# ContingencySimilarity

This metric computes the similarity of a pair of categorical columns between the real and synthetic datasets -- aka it compares 2D distributions.

**Categorical**: This metric is meant for discrete, categorical data**Boolean**: This metric works well on boolean data

To use this metric, both of the columns must be compatible. If there are missing values in the columns, the metric will treat them as an additional, single category.

**(best) 1.0**: The contingency table is exactly the same between the real vs. synthetic data

**(worst) 0.0**: The contingency table is as different as can be

The plots below show an example of fictitious real and synthetic data with ContingencySimilarity=0.92.

In this contingency table, a categorical column describing a country (vertical) is compared with a boolean column describing whether a user is subscribed (horizontal). The real and synthetic data have similar breakdowns for each

`(country, subscribed)`

combination, so the contingency similarity is high at 0.92. They are not exactly the same, so the score is <1.For a pair of columns,

*A*and*B*, the test computes a normalized contingency table [1] for the real and synthetic data. This table describes the proportion of rows that have each combination of categories in*A*and*B*.Then, it computes the difference between the contingency tables using the Total Variation Distance [2]. Finally, we subtract the distance from 1 to ensure that a high score means high similarity. The process is summarized by the formula below.

$score = 1 - \frac{1}{2}\sum_{\alpha \in A}\sum_{\beta \in B} |S_{\alpha, \beta} - R_{\alpha, \beta}|$

In the formula, α describes all the possible categories in column A and β describes all the possible categories in column B. Meanwhile, R and S refer to the real and synthetic frequencies for those categories.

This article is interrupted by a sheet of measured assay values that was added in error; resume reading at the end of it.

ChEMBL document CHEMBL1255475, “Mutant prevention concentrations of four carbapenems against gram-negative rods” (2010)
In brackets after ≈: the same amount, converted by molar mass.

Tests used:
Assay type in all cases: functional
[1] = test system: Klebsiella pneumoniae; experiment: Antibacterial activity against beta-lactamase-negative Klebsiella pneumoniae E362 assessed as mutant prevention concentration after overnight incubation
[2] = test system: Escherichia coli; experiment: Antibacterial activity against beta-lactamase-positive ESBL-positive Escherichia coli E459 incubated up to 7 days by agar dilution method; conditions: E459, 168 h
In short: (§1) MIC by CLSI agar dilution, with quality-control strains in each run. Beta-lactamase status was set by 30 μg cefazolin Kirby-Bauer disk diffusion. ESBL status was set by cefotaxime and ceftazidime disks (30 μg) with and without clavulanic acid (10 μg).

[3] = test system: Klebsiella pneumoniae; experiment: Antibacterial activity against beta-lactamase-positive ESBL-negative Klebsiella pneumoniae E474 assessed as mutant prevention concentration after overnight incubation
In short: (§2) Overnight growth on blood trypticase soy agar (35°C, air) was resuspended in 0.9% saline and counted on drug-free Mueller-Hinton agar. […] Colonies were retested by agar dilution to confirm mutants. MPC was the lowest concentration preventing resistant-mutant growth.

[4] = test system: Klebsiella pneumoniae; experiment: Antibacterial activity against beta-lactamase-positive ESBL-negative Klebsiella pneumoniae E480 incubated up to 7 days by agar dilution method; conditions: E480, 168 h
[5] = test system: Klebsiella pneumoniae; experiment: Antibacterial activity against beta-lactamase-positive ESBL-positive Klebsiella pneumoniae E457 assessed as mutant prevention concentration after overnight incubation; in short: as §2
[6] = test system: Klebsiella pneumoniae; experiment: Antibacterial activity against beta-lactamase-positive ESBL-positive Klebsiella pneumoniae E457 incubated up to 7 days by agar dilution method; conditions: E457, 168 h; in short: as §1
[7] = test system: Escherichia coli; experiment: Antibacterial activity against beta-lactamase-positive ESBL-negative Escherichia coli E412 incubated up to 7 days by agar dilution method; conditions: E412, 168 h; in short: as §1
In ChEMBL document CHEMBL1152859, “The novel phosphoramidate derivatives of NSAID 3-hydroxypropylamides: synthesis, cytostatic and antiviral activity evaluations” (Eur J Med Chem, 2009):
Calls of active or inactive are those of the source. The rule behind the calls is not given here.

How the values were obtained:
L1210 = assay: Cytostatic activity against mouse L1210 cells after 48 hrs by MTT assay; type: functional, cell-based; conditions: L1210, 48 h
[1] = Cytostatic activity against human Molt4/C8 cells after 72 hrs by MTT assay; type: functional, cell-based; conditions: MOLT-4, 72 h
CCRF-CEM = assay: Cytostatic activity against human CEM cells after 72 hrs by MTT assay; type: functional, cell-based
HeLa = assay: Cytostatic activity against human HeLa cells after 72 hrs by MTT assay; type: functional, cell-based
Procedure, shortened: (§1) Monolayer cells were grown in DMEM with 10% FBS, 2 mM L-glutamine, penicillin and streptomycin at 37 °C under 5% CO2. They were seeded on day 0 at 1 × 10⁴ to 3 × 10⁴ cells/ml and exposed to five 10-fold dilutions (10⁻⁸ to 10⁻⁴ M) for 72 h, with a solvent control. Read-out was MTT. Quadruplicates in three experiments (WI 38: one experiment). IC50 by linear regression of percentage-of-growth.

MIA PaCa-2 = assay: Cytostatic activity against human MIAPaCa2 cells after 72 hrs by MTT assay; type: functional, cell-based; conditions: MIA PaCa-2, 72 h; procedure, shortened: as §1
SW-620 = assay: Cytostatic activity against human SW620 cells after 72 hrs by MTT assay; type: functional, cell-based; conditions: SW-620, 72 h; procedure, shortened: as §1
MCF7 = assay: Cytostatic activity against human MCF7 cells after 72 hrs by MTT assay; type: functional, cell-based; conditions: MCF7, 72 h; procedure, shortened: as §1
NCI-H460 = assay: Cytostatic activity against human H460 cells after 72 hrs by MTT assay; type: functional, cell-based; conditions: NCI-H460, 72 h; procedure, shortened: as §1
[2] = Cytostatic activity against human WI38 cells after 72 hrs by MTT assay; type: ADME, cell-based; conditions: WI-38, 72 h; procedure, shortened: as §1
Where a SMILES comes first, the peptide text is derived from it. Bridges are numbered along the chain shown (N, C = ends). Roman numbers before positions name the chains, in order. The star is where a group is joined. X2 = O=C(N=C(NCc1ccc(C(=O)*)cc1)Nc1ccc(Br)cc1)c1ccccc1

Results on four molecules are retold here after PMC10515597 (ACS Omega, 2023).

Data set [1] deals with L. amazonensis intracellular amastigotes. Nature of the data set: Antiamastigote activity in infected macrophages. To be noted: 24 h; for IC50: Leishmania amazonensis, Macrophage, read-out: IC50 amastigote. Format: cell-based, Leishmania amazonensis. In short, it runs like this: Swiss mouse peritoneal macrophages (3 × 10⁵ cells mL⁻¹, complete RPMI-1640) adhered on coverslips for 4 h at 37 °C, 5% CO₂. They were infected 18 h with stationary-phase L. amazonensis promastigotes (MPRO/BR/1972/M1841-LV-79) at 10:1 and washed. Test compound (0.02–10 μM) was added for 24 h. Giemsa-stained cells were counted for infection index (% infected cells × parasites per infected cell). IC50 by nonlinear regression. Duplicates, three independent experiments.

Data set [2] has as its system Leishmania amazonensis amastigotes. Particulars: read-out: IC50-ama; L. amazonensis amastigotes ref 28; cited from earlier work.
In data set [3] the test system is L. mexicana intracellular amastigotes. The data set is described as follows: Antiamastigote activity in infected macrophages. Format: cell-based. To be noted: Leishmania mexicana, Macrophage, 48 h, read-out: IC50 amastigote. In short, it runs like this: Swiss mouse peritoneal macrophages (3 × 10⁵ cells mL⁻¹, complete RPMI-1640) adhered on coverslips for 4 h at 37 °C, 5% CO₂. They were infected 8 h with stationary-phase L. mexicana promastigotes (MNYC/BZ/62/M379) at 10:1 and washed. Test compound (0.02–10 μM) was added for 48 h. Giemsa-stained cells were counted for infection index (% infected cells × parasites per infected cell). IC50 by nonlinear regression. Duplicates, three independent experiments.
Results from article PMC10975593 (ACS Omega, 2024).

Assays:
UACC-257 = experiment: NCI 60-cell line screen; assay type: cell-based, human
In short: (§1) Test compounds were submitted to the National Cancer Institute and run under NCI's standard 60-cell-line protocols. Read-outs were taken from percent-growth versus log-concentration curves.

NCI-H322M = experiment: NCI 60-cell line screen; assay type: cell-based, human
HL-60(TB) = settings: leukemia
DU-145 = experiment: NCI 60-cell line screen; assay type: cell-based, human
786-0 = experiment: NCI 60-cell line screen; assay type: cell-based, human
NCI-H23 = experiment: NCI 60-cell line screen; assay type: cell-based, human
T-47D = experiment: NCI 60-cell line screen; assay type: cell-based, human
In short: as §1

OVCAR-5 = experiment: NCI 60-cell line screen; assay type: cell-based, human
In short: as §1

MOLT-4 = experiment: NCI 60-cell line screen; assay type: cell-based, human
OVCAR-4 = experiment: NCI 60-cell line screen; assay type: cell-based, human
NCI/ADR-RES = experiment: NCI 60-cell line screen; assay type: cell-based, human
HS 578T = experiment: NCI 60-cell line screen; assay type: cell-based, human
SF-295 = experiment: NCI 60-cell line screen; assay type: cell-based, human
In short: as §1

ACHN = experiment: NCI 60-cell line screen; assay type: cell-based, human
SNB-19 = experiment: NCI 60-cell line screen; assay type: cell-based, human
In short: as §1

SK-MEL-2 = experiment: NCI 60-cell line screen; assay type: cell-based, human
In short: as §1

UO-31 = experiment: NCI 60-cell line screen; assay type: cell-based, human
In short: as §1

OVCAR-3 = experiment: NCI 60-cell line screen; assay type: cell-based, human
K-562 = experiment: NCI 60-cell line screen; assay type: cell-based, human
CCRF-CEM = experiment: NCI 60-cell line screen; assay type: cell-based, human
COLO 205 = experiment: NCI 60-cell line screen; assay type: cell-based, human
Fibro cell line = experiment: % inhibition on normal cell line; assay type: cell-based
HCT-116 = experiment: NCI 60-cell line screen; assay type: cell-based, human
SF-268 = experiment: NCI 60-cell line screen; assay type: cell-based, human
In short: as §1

**Recommended Usage:**The Quality Report applies this metric to every pair of compatible columns and provides visualizations to understand the score.

To manually run this metric, access the

`column_pairs`

module and use the `compute`

method.from sdmetrics.column_pairs import ContingencySimilarity

ContingencySimilarity.compute(

real_data=real_table[['column_1', 'column_2']],

synthetic_data=synthetic_table[['column_1', 'column_2']]

)

**Parameters**

- (required)
`real_data`

: A pandas.DataFrame object containing 2 columns of real data - (required)
`synthetic_data`

: A pandas.DataFrame object containing 2 columns of synthetic data

If you want to compute the similarity between two numerical columns, use the CorrelationSimilarity metric.

However, if you want to compute a similarity between 1 numerical and 1 categorical column, there is is no standard procedure. One option may be to discretize the numerical column by breaking it up into multiple histogram bins. Then you can treat this column as categorical and use it with this metric. Note that this approach will no longer factor in the order in the numerical values.

Currently, the SDMetrics library does not support any explicit similarity metrics for higher order trends.

You may be interested in browsing through the experimental ML efficacy or detection metrics, which can factor in 3 or more columns when computing their score.

**Technical Notes: Association**

It is possible to use an association measure to quantify whether a contingency table is biased towards certain categories. There are many ways to compute association, a common coefficient being Cramer's V [3].

The association score measures the degree of bias but not its direction. This can lead to misleading results when comparing real and synthetic data. In the example below, both the real and synthetic data have the same, high association score even though they are biased towards different categories. If we simply compared association scores, we would erroneously conclude that the similarity is high, at 1.0.

The association of the real and synthetic data are both high because there is a significant bias in the categories. In the real data, subscribed users are biased to be in the US but in the synthetic data, they are biased to be in Mexico.

This is why SDMetrics does

*not*use association metrics to compare real and synthetic data.

Last modified 3mo ago